Phototropins and phytochromes are completely different from the photoreceptors found in animals’ eyes, although all consist of a protein connected to a chemical dye that absorbs the light. There is one type of photoreceptor, however, that we share. During daylight hours, cryptochromes within cells detect blue and UV light, using this signal to set an organism’s internal clock or circadian rhythms. In plants, this clock regulates many processes, including leaf movements and photosynthesis. So sight even helps plants tell the time.
Plants live in a very tactile world. Branches sway in the wind, insects crawl across leaves, and vines search out supports to hang on to. Plants are even sensitive to hot and cold, allowing them to respond to the weather by doing things like changing their growth rates and modulating their use of water. Simply touching or shaking a plant is often enough to reduce its growth, which is why vegetation in windswept locations tends to be stunted.
All plants can sense mechanical forces to some degree, but tactile sensitivity is most obvious in the carnivorous Venus flytrap. When a fly, beetle or even a small frog crawls across its specially adapted leaves, these spring together with surprising force, sandwiching the unsuspecting prey and blocking its escape. The Venus flytrap (pictured) knows when to shut because it feels its prey touching large hairs on the two lobes of the trap. But it won’t just snap shut with any stimulation – at least two hair touches must occur within about 20 seconds of each other. This helps to ensure that the prey is the ideal size and will not be able to wiggle out of the trap once it closes.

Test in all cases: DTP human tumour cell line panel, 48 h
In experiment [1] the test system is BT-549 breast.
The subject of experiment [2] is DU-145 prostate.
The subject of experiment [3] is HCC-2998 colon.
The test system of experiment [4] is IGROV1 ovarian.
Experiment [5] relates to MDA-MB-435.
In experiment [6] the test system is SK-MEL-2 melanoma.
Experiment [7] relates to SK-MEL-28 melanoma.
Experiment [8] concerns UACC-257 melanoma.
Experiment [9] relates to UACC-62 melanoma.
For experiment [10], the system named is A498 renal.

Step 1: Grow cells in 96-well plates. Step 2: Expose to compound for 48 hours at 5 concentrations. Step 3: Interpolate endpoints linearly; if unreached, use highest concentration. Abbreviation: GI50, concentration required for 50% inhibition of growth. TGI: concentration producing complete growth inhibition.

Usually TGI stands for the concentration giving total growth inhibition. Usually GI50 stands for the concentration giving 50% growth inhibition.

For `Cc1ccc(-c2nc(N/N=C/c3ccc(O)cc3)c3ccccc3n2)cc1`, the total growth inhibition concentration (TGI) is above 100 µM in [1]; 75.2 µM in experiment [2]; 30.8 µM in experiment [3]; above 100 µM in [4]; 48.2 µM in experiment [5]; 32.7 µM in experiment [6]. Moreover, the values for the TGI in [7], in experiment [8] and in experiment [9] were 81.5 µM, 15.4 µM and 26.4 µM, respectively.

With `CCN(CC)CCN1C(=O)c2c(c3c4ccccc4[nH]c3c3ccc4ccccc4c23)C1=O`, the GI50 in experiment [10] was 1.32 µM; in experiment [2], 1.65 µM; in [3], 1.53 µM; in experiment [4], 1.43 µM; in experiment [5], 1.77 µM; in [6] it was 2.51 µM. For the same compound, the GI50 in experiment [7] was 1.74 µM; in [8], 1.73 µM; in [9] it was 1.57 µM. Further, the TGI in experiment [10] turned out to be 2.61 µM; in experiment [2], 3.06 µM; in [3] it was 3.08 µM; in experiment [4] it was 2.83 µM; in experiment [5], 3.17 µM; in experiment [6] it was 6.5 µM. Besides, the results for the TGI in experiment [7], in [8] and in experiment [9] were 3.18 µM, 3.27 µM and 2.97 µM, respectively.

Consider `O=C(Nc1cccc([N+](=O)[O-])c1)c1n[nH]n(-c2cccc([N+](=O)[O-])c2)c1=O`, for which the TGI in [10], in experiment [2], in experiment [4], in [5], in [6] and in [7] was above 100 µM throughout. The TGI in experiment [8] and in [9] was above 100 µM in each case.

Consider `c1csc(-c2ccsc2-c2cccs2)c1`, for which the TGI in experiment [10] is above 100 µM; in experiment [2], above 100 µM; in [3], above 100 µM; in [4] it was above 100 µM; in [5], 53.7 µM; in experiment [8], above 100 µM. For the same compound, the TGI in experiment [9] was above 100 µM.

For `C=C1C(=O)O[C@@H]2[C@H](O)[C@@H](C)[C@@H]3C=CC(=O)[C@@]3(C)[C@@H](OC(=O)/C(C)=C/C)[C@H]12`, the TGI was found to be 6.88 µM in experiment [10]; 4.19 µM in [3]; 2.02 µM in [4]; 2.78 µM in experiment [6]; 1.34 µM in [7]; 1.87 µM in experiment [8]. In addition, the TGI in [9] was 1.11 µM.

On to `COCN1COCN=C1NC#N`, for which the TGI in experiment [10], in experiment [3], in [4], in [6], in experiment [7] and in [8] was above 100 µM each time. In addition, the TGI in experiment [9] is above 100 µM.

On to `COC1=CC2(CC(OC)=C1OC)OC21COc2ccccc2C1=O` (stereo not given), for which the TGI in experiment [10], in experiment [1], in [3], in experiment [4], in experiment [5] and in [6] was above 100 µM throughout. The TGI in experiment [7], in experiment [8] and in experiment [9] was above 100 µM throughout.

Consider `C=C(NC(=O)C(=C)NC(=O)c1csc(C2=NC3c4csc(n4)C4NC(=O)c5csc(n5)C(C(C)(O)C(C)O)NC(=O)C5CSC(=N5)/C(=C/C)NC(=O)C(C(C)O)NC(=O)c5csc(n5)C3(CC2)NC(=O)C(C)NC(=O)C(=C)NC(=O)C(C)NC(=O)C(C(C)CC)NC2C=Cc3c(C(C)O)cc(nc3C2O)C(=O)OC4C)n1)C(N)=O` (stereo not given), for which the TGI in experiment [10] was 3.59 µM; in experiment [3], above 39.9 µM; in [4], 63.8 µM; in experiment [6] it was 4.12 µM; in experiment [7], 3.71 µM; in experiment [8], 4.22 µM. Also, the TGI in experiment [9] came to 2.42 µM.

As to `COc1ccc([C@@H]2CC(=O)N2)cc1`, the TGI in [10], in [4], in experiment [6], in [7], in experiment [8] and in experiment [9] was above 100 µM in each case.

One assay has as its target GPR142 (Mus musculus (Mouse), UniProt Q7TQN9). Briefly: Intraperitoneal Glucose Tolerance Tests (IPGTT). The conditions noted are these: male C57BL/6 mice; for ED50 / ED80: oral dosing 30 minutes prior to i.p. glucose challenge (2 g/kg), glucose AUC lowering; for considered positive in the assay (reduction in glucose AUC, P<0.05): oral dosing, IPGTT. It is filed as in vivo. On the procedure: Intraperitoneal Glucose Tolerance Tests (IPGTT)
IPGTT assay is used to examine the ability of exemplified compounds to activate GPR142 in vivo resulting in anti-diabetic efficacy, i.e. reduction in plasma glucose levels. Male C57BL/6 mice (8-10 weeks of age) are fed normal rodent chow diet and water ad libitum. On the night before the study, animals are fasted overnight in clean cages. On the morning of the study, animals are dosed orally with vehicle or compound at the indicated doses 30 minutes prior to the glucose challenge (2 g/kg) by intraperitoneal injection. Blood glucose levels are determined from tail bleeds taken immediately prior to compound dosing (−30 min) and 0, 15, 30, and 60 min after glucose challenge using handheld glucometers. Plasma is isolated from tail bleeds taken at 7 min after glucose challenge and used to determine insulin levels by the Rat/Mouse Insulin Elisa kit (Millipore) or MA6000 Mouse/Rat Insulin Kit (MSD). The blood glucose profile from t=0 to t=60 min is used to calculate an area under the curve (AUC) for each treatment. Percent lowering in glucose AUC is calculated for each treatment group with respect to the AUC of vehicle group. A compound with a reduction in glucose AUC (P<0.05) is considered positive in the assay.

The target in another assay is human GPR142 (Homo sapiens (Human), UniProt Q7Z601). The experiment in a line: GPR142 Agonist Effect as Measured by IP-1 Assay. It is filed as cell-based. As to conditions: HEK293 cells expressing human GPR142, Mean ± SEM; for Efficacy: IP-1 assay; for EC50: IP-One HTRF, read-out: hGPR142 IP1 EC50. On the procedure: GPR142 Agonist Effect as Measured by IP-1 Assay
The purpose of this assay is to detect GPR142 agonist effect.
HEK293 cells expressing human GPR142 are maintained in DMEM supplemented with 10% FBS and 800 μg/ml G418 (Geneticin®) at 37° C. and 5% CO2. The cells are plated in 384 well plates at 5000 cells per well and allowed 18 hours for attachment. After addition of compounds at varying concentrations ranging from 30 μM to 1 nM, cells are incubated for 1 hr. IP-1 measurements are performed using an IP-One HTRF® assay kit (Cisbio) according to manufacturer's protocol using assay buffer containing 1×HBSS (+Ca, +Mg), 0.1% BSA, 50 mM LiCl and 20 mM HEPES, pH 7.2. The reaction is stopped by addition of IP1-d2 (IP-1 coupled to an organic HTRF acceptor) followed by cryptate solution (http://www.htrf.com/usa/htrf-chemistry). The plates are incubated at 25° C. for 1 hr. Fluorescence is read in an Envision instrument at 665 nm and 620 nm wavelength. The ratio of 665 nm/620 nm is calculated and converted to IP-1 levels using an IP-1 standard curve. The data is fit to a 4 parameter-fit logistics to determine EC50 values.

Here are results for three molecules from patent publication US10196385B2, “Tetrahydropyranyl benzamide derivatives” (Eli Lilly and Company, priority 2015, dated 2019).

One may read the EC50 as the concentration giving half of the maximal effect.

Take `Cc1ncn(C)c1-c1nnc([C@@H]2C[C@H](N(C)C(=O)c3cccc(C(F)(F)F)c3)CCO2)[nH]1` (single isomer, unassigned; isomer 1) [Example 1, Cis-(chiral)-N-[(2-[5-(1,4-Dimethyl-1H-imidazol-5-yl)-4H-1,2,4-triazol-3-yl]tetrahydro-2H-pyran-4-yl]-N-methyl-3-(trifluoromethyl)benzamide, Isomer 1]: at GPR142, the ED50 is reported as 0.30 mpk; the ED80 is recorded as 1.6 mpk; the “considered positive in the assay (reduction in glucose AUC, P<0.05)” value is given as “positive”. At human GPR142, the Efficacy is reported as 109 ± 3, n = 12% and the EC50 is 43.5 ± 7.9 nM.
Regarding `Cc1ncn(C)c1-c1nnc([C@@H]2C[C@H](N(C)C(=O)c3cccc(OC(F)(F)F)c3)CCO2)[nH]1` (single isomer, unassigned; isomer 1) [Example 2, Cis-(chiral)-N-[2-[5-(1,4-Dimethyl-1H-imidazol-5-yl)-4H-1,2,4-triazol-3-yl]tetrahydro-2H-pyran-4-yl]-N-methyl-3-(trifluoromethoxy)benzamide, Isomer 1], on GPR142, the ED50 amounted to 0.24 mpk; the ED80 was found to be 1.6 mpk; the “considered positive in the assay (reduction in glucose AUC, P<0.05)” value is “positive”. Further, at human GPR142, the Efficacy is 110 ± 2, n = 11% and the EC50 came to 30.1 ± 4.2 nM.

The mechanism by which the Venus flytrap feels its prey is uncannily similar to the way you feel a fly crawling on your arm. Touch receptors in your skin sense the insect and activate an electrical current that passes along nerves until it reaches your brain, which registers the fly’s presence and instigates a response. Likewise, when a fly rubs up against the Venus flytrap’s hairs, it induces a current that radiates throughout the leaves. This activates ion channels in the cell membrane and the trap springs shut, all in less than one-tenth of a second.
Although most plants do not react this fast, they feel a mechanical stimulus in the same way. What’s really fascinating is that even at the level of individual cells, plants and animals use similar proteins to feel things. These mechanoreceptors are embedded in the cell membranes and, when stimulated by mechanical pressure or distortion, they allow charged ions to cross the membrane. This creates a difference in electrical charge between the inside and the outside of the cell, which generates a current. Unlike us, plants lack a brain to translate these signals into sensations with emotional connotations. Nevertheless, their sensitivity to touch allows them to respond to their changing environments in specific and appropriate ways.